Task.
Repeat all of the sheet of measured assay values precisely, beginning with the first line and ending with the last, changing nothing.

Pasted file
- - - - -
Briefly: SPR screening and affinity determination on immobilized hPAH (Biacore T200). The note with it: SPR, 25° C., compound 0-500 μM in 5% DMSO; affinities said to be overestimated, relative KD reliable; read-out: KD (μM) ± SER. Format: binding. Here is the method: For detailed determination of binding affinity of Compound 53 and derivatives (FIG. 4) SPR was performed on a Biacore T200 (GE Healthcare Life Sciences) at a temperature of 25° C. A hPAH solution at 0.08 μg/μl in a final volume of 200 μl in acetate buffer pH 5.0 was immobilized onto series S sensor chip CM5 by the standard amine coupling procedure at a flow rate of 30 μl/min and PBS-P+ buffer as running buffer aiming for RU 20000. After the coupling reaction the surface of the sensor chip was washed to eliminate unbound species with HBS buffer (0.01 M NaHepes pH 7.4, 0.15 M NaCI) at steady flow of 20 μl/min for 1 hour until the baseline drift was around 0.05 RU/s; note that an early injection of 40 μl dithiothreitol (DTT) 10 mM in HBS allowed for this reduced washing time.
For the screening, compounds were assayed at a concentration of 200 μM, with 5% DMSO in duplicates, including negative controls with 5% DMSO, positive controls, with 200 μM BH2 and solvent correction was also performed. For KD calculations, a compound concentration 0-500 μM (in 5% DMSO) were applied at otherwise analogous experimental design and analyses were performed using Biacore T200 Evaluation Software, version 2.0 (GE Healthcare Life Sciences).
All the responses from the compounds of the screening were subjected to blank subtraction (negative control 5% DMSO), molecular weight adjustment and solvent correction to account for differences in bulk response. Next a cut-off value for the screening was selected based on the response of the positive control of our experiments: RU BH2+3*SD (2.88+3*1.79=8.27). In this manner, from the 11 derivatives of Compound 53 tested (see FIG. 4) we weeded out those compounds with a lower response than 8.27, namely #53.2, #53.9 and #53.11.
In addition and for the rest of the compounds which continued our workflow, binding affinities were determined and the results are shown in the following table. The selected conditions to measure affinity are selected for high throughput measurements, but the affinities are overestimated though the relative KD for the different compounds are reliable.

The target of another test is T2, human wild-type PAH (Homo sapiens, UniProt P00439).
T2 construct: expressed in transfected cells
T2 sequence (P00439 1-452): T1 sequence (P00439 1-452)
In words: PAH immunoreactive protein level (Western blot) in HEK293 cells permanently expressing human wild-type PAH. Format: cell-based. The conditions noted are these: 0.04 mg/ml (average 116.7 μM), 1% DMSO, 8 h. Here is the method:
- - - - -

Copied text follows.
Briefly: SPR screening and affinity determination on immobilized hPAH (Biacore T200). The note with it: SPR, 25° C., compound 0-500 μM in 5% DMSO; affinities said to be overestimated, relative KD reliable; read-out: KD (μM) ± SER. Format: binding. Here is the method: For detailed determination of binding affinity of Compound 53 and derivatives (FIG. 4) SPR was performed on a Biacore T200 (GE Healthcare Life Sciences) at a temperature of 25° C. A hPAH solution at 0.08 μg/μl in a final volume of 200 μl in acetate buffer pH 5.0 was immobilized onto series S sensor chip CM5 by the standard amine coupling procedure at a flow rate of 30 μl/min and PBS-P+ buffer as running buffer aiming for RU 20000. After the coupling reaction the surface of the sensor chip was washed to eliminate unbound species with HBS buffer (0.01 M NaHepes pH 7.4, 0.15 M NaCI) at steady flow of 20 μl/min for 1 hour until the baseline drift was around 0.05 RU/s; note that an early injection of 40 μl dithiothreitol (DTT) 10 mM in HBS allowed for this reduced washing time.
For the screening, compounds were assayed at a concentration of 200 μM, with 5% DMSO in duplicates, including negative controls with 5% DMSO, positive controls, with 200 μM BH2 and solvent correction was also performed. For KD calculations, a compound concentration 0-500 μM (in 5% DMSO) were applied at otherwise analogous experimental design and analyses were performed using Biacore T200 Evaluation Software, version 2.0 (GE Healthcare Life Sciences).
All the responses from the compounds of the screening were subjected to blank subtraction (negative control 5% DMSO), molecular weight adjustment and solvent correction to account for differences in bulk response. Next a cut-off value for the screening was selected based on the response of the positive control of our experiments: RU BH2+3*SD (2.88+3*1.79=8.27). In this manner, from the 11 derivatives of Compound 53 tested (see FIG. 4) we weeded out those compounds with a lower response than 8.27, namely #53.2, #53.9 and #53.11.
In addition and for the rest of the compounds which continued our workflow, binding affinities were determined and the results are shown in the following table. The selected conditions to measure affinity are selected for high throughput measurements, but the affinities are overestimated though the relative KD for the different compounds are reliable.

The target of another test is T2, human wild-type PAH (Homo sapiens, UniProt P00439).
T2 construct: expressed in transfected cells
T2 sequence (P00439 1-452): T1 sequence (P00439 1-452)
In words: PAH immunoreactive protein level (Western blot) in HEK293 cells permanently expressing human wild-type PAH. Format: cell-based. The conditions noted are these: 0.04 mg/ml (average 116.7 μM), 1% DMSO, 8 h. Here is the method: